Tuesday, August 26, 2008

A cup of black tea really works wonders
Stress for Success
August 26, 2008

According to Psychology Today (October 2007) caffeinated tea is good for your health, because of the medicinal properties of flavonoids. Here’s how:
§ Green tea inhibits inflammation, bone erosion, and joint damage from rheumatoid arthritis. Its “EGCG” combats free-radical cell damage, activates a protein that protects healthy cells so is believed to fight cancer. EGCGs’ powerful anti-inflammatory properties may also treat inflammatory bowel disease. Green tea may also protect men’s livers from alcohol’s damaging effects. Finally, EGCG mitigates sunburn reaction, therefore protects against skin cancer.
§ Black tea seems to increase bone mineral density and reduce the risk of many cancers by acting as a Cox-2 inhibitor to suppress cancer cells. If you can drink five cups a day it also lowers total cholesterol and bad LDL cholesterol. Black tea helps lower blood pressure and helps you recover from stressful events by reducing cortisol levels and diminishing blood platelet activation.
§ Drink both green and black tea: Catechins found in both teas, although more concentrated in green tea, protect against build-up of amyloid deposits implicated in Alzheimer’s and other age-related neurodegenerative diseases. Both also improve glucose tolerance in those with borderline diabetes. Because they’re rich in fluoride they protect against cavities even better than fluoride itself while strengthening teeth. Added to chewing gum, green tea extract protects gum tissue and stimulates salivary glands. Catechins also boost fat metabolism and calorie outlay, therefore are good for weight control.

Weight gain: Did you hear about Harvard Medical School and the University of California, San Diego’s study that found obesity is contagious? 12,000 people were followed for more than 30 years. Researchers found that the chance of becoming obese was greatly increased if siblings or a spouse gained weight. Scientists theorized that people may become more accepting of fat if someone they respect gains weight. To fight the battle of the bulge, don’t allow others’ weight to determine yours.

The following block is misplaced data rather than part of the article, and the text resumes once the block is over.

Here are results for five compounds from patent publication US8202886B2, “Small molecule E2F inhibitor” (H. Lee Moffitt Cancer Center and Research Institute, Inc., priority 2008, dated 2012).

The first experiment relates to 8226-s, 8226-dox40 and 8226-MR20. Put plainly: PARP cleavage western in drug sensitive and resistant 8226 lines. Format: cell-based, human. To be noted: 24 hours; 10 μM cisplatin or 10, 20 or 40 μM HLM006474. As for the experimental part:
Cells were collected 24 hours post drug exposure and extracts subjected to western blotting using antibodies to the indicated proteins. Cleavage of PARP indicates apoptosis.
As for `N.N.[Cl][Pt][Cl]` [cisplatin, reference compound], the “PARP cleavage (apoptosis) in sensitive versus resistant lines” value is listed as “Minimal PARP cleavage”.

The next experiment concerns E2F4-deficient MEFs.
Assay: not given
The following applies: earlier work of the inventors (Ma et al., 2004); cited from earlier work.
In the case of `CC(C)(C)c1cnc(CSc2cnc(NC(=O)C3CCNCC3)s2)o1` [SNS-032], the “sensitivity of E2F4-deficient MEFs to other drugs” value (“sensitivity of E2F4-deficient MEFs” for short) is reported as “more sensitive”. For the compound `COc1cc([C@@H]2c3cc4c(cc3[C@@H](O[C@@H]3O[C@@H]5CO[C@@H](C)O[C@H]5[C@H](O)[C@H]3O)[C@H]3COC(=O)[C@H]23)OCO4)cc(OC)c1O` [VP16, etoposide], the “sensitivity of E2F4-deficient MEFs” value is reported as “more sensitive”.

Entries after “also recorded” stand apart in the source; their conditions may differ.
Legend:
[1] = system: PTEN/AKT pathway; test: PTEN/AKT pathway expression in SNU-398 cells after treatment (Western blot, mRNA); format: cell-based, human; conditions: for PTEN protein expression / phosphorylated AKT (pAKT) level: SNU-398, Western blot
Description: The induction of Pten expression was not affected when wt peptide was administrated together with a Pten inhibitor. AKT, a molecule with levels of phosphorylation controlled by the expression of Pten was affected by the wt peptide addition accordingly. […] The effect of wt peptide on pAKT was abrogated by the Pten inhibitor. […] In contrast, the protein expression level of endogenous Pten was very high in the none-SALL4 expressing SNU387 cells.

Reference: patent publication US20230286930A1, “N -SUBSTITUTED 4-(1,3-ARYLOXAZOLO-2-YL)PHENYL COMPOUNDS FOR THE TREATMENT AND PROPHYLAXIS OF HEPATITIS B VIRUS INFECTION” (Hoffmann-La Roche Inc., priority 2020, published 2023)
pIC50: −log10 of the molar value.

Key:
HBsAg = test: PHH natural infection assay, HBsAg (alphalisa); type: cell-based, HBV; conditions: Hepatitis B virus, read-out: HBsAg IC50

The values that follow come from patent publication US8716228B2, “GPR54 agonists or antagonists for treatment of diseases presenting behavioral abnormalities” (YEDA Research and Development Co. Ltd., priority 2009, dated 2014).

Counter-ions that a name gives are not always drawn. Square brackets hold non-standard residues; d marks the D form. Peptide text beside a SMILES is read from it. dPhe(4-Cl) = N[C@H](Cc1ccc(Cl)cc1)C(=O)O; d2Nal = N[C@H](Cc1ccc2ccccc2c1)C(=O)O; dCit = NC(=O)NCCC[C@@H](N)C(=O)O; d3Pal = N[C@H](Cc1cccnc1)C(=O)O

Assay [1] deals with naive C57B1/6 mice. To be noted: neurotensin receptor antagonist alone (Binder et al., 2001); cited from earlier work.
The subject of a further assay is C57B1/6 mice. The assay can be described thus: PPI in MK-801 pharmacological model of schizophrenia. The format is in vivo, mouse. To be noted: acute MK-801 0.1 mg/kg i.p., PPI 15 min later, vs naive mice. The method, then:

Get enough sleep: research from Harvard University and the University of California, Berkeley, kept adult volunteers awake for about 35 hours. They found through MRI scans that sleep deprivation impairs the rational prefrontal cortex’s control over the amygdala, the brain’s emotional center. Subjects became moody, understandably fatigued and had greater difficulty making logical decisions.

Breathe for relaxation (from Yoga instructor Shakta Kaur):
§ Blow your nose.
§ Sit in a comfortable, cross-legged position and close your eyes. Focus on the point between your eyebrows. Rest your left hand on your left knee.
§ Raise your right hand to your face with the palm facing left and pointing straight up.
§ Close your right nostril by pressing gently with your thumb. Inhale a long, deep breath through the left nostril and hold comfortably for 10 to 30 seconds.
§ Exhale through the left nostril and relax.
§ Do this for three minutes.

Always look for ways to improve your health and life. There are thousands of helpful tidbits of information around. All you have to do is look for and try the ones that are pertinent to you.

Jacquelyn Ferguson, M. S., of InterAction Associates, is a trainer and a Stress Coach. E-mail her at www.jackieferguson.com with your questions or for information about her workshops on this and other topics and to invite her to speak to your organization.

Tuesday, August 19, 2008

Try natural healing methods next time you reach for pill
Stress for Success
August 19, 20008

Americans are notorious for getting physicians to prescribe medications for virtually anything that ails them. Our pill-popping culture looks for the quick fix rather than natural healing.

I’ve consulted with nutritionist Dr. Ava Fluty, ND, Med., CNHP and Yoga therapist and RN Debbie Padnuk for advice on some natural approaches to common physical problems.

Dr. Fluty believes that digestion plays a major role in disease. When yours doesn’t function well you may want pills for indigestion, acid reflux or constipation. But by improving your digestion these disorders can resolve themselves.

The most important key to digestion is enzymes, which are extremely sensitive to heat. Cooking food at above 188 degrees destroys most of them. To get the benefits of food enzymes you must eat more raw foods. Avocados, papayas, pineapples, bananas, and mangos are all high in enzymes. Brussel sprouts are the richest source. Based on this, I’ve switched from my oat bran and blueberry muffins to a fruit smoothie for breakfast.